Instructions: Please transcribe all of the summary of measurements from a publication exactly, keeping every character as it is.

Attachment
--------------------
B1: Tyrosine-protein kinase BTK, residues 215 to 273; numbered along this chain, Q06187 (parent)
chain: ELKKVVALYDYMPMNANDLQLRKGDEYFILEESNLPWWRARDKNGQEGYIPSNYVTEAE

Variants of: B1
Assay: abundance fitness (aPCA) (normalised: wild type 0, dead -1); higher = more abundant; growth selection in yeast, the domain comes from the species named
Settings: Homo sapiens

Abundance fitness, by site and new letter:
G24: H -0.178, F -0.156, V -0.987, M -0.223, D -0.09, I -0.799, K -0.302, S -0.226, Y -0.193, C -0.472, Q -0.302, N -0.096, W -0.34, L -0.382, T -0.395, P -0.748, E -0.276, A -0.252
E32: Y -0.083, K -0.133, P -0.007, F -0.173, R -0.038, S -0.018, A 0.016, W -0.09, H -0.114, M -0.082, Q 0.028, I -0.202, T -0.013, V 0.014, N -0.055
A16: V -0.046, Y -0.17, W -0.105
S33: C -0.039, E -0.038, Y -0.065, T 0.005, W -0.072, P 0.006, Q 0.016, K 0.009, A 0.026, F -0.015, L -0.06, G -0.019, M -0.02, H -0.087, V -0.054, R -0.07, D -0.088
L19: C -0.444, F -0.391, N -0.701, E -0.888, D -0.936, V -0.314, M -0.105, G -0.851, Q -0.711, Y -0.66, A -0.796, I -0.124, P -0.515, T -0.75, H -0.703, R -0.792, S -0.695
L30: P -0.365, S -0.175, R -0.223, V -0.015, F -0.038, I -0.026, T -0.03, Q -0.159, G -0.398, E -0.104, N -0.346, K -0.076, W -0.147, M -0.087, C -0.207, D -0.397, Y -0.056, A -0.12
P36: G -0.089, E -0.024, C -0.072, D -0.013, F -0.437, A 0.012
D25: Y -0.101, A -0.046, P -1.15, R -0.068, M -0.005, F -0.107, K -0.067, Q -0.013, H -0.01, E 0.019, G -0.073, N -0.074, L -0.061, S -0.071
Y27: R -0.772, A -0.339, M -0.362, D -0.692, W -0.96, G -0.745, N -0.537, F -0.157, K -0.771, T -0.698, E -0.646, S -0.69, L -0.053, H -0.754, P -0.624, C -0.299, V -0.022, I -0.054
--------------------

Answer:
B1: Tyrosine-protein kinase BTK, residues 215 to 273; numbered along this chain, Q06187 (parent)
chain: ELKKVVALYDYMPMNANDLQLRKGDEYFILEESNLPWWRARDKNGQEGYIPSNYVTEAE

Variants of: B1
Assay: abundance fitness (aPCA) (normalised: wild type 0, dead -1); higher = more abundant; growth selection in yeast, the domain comes from the species named
Settings: Homo sapiens

Abundance fitness, by site and new letter:
G24: H -0.178, F -0.156, V -0.987, M -0.223, D -0.09, I -0.799, K -0.302, S -0.226, Y -0.193, C -0.472, Q -0.302, N -0.096, W -0.34, L -0.382, T -0.395, P -0.748, E -0.276, A -0.252
E32: Y -0.083, K -0.133, P -0.007, F -0.173, R -0.038, S -0.018, A 0.016, W -0.09, H -0.114, M -0.082, Q 0.028, I -0.202, T -0.013, V 0.014, N -0.055
A16: V -0.046, Y -0.17, W -0.105
S33: C -0.039, E -0.038, Y -0.065, T 0.005, W -0.072, P 0.006, Q 0.016, K 0.009, A 0.026, F -0.015, L -0.06, G -0.019, M -0.02, H -0.087, V -0.054, R -0.07, D -0.088
L19: C -0.444, F -0.391, N -0.701, E -0.888, D -0.936, V -0.314, M -0.105, G -0.851, Q -0.711, Y -0.66, A -0.796, I -0.124, P -0.515, T -0.75, H -0.703, R -0.792, S -0.695
L30: P -0.365, S -0.175, R -0.223, V -0.015, F -0.038, I -0.026, T -0.03, Q -0.159, G -0.398, E -0.104, N -0.346, K -0.076, W -0.147, M -0.087, C -0.207, D -0.397, Y -0.056, A -0.12
P36: G -0.089, E -0.024, C -0.072, D -0.013, F -0.437, A 0.012
D25: Y -0.101, A -0.046, P -1.15, R -0.068, M -0.005, F -0.107, K -0.067, Q -0.013, H -0.01, E 0.019, G -0.073, N -0.074, L -0.061, S -0.071
Y27: R -0.772, A -0.339, M -0.362, D -0.692, W -0.96, G -0.745, N -0.537, F -0.157, K -0.771, T -0.698, E -0.646, S -0.69, L -0.053, H -0.754, P -0.624, C -0.299, V -0.022, I -0.054